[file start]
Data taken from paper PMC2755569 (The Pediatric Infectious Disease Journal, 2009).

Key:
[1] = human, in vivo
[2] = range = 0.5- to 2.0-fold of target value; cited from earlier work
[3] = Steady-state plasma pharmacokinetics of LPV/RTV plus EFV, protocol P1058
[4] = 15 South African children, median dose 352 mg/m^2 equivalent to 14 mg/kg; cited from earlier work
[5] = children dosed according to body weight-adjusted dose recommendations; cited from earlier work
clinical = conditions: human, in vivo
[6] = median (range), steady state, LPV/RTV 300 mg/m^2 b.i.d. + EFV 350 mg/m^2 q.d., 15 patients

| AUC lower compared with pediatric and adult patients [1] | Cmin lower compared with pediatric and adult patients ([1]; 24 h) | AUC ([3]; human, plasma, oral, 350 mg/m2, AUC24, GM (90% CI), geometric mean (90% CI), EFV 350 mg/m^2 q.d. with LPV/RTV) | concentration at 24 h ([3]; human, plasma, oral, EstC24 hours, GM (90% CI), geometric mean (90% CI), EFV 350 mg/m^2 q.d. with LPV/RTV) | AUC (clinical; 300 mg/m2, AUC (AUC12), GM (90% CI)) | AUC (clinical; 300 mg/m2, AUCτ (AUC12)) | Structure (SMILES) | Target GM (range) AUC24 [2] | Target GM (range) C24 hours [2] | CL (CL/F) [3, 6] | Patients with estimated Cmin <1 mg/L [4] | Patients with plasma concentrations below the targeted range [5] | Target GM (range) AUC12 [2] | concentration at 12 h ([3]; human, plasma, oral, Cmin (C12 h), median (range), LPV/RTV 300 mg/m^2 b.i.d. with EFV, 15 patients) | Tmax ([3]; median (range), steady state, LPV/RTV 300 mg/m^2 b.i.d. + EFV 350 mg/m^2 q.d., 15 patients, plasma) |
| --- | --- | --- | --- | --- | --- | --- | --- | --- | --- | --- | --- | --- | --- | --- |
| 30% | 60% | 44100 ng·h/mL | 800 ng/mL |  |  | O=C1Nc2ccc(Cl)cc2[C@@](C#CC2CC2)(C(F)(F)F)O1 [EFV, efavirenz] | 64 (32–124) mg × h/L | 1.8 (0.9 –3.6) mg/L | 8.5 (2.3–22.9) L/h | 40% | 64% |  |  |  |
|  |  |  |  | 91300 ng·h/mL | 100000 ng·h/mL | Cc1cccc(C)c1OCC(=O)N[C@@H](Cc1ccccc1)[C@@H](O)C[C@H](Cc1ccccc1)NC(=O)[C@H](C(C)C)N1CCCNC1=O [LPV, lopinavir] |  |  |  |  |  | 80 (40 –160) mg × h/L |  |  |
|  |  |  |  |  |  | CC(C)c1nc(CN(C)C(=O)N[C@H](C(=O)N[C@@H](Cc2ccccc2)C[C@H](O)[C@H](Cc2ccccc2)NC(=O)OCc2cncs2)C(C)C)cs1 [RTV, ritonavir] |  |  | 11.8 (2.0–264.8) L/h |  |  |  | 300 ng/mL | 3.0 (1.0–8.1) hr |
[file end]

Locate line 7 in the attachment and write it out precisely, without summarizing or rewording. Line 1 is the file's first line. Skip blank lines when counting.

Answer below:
[5] = children dosed according to body weight-adjusted dose recommendations; cited from earlier work